L to R: Nick Peters, Jeremy Deschamps, and Rowan Wood has been presented with the $1,000 Youth Work in Trades Award
It’s a way to train for a trade apprenticeship, while still in high school.
School District 22’s Youth Work in Trades Program allows students to earn credits towards their high school diploma, log 480 training hours toward their trade credential, and have the potential to win a $1,000 award.
Nick Peters, Jeremy Deschamps, Rowan Wood and Ian Augustin didn’t know what to expect when they first started the program, but through the encouragement of School District 22 Career Coordinators, the young men found their passion, and careers
Peters had aspirations of becoming a heavy duty mechanic or auto service technician in grades 9 and 10, but as time went on, he realized that wasn’t the trade he wanted to build a career in.
“Working with the career coordinator at my school was a great experience and so helpful,” says Peters who took his trades training in plumbing and has already had a lot of great opportunities.
He is currently working for Fox & Sons Plumbing with a goal of attaining his required hours and ticket.
Jeremy Leary decided to focus on the trade of welding after spending a couple summers welding with his uncle.
When presented with the idea of the dual credit training, Leary thought it was a great opportunity to do something he’d always enjoyed doing, so he jumped on it.
His plans include finishing off the last level of his apprenticeship, continue progressing in the trade and eventually becoming a millwright.
Rowan Wood didn’t put a lot of thought into his career after graduating. It was actually during some extra curricular activities where he met someone who introduced him to framing.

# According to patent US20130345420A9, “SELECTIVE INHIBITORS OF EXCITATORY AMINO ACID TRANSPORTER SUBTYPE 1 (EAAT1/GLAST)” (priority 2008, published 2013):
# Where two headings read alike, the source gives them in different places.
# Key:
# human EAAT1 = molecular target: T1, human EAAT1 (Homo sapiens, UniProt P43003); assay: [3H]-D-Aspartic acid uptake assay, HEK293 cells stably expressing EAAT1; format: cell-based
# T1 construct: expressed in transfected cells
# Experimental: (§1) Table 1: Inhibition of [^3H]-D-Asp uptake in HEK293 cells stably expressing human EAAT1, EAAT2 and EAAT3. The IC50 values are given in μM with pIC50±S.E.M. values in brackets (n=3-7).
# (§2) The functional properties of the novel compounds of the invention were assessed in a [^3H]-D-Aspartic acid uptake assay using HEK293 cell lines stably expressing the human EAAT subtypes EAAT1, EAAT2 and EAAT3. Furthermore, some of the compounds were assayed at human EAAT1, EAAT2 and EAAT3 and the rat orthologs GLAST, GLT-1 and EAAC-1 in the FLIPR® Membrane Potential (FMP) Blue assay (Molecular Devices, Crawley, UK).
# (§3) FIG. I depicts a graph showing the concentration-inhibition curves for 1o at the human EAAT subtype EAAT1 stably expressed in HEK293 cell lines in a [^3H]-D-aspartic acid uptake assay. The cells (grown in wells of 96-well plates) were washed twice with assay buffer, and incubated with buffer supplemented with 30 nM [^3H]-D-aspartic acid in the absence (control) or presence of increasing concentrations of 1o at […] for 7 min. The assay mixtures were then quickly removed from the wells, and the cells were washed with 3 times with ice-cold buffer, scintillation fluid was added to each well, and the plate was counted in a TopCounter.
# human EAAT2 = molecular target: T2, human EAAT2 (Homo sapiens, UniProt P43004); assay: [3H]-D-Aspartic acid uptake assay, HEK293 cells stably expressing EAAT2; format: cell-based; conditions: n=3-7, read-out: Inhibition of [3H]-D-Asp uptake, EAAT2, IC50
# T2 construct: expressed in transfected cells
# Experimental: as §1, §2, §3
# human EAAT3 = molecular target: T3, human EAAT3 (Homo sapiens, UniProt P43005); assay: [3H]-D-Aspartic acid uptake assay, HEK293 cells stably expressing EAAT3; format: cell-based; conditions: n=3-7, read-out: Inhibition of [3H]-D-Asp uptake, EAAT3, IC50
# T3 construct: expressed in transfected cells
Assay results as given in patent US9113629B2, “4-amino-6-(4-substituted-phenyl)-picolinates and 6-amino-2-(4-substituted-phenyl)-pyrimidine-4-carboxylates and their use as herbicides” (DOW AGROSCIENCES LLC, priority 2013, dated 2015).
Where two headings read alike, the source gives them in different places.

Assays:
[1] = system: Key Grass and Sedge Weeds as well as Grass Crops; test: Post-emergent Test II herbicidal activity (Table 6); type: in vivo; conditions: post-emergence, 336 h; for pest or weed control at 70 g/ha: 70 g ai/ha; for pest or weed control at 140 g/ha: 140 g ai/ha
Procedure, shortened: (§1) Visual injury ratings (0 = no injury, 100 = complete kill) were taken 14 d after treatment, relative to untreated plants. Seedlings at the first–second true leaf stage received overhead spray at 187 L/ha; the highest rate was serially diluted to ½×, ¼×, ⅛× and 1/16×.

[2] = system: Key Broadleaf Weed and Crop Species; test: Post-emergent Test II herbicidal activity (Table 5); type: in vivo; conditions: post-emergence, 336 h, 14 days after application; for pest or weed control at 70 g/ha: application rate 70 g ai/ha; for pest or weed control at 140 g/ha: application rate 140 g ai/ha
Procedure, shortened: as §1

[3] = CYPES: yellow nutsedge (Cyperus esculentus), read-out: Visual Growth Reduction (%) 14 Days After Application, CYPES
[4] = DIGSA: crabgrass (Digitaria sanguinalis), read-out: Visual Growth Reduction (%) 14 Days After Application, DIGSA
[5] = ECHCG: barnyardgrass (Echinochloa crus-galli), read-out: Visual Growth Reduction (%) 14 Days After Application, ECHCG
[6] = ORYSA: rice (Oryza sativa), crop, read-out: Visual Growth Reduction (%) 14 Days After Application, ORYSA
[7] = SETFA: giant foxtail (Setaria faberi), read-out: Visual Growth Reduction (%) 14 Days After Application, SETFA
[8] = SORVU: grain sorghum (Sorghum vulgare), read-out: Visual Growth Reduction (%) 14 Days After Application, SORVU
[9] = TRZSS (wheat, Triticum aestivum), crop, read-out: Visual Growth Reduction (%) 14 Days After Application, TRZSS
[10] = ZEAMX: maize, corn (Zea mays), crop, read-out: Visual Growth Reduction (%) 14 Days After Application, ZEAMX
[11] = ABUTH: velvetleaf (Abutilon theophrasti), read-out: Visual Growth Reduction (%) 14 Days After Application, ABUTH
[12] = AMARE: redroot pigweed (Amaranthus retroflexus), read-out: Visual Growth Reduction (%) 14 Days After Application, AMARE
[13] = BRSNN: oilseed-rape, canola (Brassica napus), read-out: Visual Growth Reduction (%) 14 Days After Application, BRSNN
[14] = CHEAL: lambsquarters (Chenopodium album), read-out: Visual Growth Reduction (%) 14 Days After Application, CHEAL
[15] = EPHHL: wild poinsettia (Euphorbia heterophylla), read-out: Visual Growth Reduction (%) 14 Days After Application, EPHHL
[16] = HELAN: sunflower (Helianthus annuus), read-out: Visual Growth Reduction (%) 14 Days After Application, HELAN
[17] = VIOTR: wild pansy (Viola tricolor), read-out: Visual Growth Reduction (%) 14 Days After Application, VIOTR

With that introduction, Wood joined the Youth Work in Trades Program and started on his journey as a framer.
When asked what his advice to others would be: “Start thinking about a career in trades early. There are so many great job opportunities.”
The three started in the Youth Train in Trades program where they took Level 1 technical training in their chosen trade at Okanagan College, with their tuition paid for by School District 22 (with funding from the Industry Training Authority and Ministry of Education).
They then continued on in the Youth Work in Trades program where they secured employment and received practical training in their apprenticeships.
The trio was presented with the $1000 Youth Work in Trades Award Thursday, sponsored by the Industry Training Authority (ITA).
Augustin was unable to attend the presentation as he is working in his field of carpentry on Vancouver Island.
(Article submitted by School District 22)